Many sportsmen believe that young hunters should learn the craft from their parents, just as they do with soccer, baseball, and other youth activities. Hunters’ safety courses have their place, but are seen by many as over-restrictive. For example, if you wanted your son or daughter to learn lacrosse or to play the trumpet, much of the motivation would be lost by requiring hours of classroom instruction with a test at the end. Pennsylvania is about to join 33 other states that have adopted the Families Afield program, and all prospective hunter parents should be attuned to its progress. The United States Sportsmen’s Alliance is a strong advocate for hunter’s rights and has the full story.
A bill that would expand the popular and widely acclaimed Mentored Youth Hunting program in Pennsylvania to allow adult participation recently passed the legislature and is awaiting approval of Governor Tom Corbett. The bill, Senate Bill 623 introduced by Senator’s Jake Corman (R-Bellefonte) and Wayne Fontana (D-Pittsburgh), allows those ages 12 and older to try hunting under the watchful eye of an experienced mentor prior to completing hunter education. Also known as “apprentice hunting,” this try-before-you-buy philosophy is the hallmark of the Families Afield campaign.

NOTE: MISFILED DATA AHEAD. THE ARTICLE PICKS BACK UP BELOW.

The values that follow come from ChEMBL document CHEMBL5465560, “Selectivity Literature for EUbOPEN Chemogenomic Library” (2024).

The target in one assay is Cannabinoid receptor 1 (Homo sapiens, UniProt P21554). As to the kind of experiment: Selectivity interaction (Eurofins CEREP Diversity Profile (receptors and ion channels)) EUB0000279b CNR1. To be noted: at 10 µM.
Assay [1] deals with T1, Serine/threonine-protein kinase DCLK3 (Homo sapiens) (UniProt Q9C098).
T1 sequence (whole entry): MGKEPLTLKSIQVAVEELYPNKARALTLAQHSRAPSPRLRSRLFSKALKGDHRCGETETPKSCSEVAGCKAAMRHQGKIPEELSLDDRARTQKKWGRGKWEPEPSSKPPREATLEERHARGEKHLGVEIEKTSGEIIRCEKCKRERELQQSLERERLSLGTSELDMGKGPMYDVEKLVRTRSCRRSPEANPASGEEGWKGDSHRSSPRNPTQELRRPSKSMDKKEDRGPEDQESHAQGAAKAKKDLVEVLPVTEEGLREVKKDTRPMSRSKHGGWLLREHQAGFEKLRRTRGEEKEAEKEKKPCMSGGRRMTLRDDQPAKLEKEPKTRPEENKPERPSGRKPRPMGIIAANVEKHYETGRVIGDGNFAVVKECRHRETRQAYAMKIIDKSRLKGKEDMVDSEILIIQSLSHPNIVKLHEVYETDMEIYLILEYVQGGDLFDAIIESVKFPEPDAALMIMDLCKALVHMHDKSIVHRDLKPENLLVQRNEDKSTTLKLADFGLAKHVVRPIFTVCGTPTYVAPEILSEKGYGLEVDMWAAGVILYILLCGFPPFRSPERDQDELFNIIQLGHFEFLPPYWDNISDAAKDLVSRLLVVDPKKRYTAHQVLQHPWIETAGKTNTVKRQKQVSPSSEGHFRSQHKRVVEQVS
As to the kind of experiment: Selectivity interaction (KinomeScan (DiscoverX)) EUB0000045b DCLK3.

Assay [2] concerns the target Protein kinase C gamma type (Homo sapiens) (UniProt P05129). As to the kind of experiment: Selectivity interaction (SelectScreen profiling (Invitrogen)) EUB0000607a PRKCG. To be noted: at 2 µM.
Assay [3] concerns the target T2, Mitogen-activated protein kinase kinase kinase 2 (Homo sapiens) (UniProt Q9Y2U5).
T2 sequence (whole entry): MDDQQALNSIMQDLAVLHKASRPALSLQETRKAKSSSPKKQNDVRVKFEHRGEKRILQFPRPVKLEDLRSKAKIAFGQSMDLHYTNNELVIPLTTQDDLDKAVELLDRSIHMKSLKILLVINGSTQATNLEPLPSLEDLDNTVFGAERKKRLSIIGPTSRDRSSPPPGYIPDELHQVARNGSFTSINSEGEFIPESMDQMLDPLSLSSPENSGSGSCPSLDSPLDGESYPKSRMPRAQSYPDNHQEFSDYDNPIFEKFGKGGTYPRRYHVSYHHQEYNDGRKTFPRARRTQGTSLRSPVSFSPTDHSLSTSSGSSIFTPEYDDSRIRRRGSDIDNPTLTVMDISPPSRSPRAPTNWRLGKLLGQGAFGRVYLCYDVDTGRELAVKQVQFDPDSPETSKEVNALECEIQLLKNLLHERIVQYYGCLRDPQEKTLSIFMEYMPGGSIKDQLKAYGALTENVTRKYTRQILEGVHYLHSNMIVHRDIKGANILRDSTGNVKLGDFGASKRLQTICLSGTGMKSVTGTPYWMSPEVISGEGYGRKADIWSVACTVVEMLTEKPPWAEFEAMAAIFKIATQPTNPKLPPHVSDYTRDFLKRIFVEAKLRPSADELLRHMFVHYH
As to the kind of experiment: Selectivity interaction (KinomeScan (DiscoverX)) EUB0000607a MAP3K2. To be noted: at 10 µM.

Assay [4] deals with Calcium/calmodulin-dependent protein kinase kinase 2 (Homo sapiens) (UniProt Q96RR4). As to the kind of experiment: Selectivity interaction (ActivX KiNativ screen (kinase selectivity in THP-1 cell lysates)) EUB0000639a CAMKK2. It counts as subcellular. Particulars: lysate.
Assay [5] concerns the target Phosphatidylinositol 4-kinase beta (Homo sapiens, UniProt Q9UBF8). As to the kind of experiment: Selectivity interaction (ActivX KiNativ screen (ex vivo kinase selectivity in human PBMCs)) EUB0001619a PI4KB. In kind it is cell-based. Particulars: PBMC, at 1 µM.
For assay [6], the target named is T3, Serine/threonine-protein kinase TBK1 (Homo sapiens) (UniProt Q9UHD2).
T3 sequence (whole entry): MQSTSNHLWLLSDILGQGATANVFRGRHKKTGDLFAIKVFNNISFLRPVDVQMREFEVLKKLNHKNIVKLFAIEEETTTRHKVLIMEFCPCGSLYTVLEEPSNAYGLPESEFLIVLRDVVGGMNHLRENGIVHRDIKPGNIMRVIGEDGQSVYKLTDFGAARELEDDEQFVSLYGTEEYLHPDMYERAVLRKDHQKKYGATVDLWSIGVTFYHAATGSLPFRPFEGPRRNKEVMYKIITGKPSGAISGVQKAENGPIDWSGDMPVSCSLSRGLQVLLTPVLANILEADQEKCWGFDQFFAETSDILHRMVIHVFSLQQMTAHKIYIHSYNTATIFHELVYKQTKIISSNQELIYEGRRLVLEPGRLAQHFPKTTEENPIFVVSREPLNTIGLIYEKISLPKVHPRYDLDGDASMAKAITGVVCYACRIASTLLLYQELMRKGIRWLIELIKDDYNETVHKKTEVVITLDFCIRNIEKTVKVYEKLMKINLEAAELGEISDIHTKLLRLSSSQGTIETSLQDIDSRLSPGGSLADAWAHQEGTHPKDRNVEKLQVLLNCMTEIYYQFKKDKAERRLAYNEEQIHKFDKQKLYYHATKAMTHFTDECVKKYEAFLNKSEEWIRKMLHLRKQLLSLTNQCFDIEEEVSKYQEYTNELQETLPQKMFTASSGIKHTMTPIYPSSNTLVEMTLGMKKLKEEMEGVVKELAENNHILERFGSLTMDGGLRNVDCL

Pennsylvania was the first state to pass Families Afield when it established the Mentored Youth Hunting program in 2006. Since then, a total of 34 states have enacted Families Afield changes resulting in more than 1,000,000 apprentice or mentored hunting licenses being sold. “Mentored hunting has been demonstrated to be a safe and successful way to…
Read More: Pennsylvania Families Afield Bill Heads to Governors Desk (U. S. Sportsmen's Alliance)